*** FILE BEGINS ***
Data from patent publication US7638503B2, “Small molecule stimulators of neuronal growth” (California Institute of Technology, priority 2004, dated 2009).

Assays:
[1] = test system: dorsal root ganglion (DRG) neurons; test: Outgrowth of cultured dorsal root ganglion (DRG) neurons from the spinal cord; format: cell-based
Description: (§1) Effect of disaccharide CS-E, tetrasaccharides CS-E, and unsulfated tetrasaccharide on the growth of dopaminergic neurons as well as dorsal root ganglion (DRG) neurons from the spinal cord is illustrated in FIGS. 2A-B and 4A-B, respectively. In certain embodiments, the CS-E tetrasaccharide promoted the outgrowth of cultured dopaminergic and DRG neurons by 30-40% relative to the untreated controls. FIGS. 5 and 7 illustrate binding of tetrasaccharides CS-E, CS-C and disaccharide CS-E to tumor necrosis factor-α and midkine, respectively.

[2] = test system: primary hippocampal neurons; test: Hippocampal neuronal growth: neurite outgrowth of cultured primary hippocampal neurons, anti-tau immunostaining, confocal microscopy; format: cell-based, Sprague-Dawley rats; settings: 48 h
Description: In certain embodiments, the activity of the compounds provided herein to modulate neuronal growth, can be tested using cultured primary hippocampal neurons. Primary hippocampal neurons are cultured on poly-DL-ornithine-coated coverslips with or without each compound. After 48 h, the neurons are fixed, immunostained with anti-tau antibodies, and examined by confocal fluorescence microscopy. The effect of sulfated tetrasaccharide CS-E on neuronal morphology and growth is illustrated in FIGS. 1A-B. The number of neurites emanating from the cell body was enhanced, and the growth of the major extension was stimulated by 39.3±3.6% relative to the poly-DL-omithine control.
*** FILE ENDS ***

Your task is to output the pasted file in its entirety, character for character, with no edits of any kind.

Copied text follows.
Data from patent publication US7638503B2, “Small molecule stimulators of neuronal growth” (California Institute of Technology, priority 2004, dated 2009).

Assays:
[1] = test system: dorsal root ganglion (DRG) neurons; test: Outgrowth of cultured dorsal root ganglion (DRG) neurons from the spinal cord; format: cell-based
Description: (§1) Effect of disaccharide CS-E, tetrasaccharides CS-E, and unsulfated tetrasaccharide on the growth of dopaminergic neurons as well as dorsal root ganglion (DRG) neurons from the spinal cord is illustrated in FIGS. 2A-B and 4A-B, respectively. In certain embodiments, the CS-E tetrasaccharide promoted the outgrowth of cultured dopaminergic and DRG neurons by 30-40% relative to the untreated controls. FIGS. 5 and 7 illustrate binding of tetrasaccharides CS-E, CS-C and disaccharide CS-E to tumor necrosis factor-α and midkine, respectively.

[2] = test system: primary hippocampal neurons; test: Hippocampal neuronal growth: neurite outgrowth of cultured primary hippocampal neurons, anti-tau immunostaining, confocal microscopy; format: cell-based, Sprague-Dawley rats; settings: 48 h
Description: In certain embodiments, the activity of the compounds provided herein to modulate neuronal growth, can be tested using cultured primary hippocampal neurons. Primary hippocampal neurons are cultured on poly-DL-ornithine-coated coverslips with or without each compound. After 48 h, the neurons are fixed, immunostained with anti-tau antibodies, and examined by confocal fluorescence microscopy. The effect of sulfated tetrasaccharide CS-E on neuronal morphology and growth is illustrated in FIGS. 1A-B. The number of neurites emanating from the cell body was enhanced, and the growth of the major extension was stimulated by 39.3±3.6% relative to the poly-DL-omithine control.